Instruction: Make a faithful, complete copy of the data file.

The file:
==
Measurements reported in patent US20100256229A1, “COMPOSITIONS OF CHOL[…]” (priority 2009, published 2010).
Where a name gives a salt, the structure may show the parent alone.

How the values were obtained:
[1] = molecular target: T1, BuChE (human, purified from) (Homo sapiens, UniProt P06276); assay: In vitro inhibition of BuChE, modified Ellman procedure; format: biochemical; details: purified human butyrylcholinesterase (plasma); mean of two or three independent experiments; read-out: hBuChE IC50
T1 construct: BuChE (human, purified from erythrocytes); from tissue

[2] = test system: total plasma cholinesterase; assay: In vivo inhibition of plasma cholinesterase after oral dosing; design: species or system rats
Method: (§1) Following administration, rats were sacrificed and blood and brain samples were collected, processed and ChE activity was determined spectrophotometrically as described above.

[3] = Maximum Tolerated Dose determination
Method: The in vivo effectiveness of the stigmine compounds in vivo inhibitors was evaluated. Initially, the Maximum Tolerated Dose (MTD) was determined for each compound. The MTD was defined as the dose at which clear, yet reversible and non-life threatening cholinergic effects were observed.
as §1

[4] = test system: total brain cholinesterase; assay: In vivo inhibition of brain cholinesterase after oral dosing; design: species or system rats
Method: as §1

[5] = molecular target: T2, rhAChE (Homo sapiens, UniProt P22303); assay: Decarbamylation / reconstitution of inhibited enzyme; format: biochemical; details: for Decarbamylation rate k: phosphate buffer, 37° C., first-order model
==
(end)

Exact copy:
Measurements reported in patent US20100256229A1, “COMPOSITIONS OF CHOL[…]” (priority 2009, published 2010).
Where a name gives a salt, the structure may show the parent alone.

How the values were obtained:
[1] = molecular target: T1, BuChE (human, purified from) (Homo sapiens, UniProt P06276); assay: In vitro inhibition of BuChE, modified Ellman procedure; format: biochemical; details: purified human butyrylcholinesterase (plasma); mean of two or three independent experiments; read-out: hBuChE IC50
T1 construct: BuChE (human, purified from erythrocytes); from tissue

[2] = test system: total plasma cholinesterase; assay: In vivo inhibition of plasma cholinesterase after oral dosing; design: species or system rats
Method: (§1) Following administration, rats were sacrificed and blood and brain samples were collected, processed and ChE activity was determined spectrophotometrically as described above.

[3] = Maximum Tolerated Dose determination
Method: The in vivo effectiveness of the stigmine compounds in vivo inhibitors was evaluated. Initially, the Maximum Tolerated Dose (MTD) was determined for each compound. The MTD was defined as the dose at which clear, yet reversible and non-life threatening cholinergic effects were observed.
as §1

[4] = test system: total brain cholinesterase; assay: In vivo inhibition of brain cholinesterase after oral dosing; design: species or system rats
Method: as §1

[5] = molecular target: T2, rhAChE (Homo sapiens, UniProt P22303); assay: Decarbamylation / reconstitution of inhibited enzyme; format: biochemical; details: for Decarbamylation rate k: phosphate buffer, 37° C., first-order model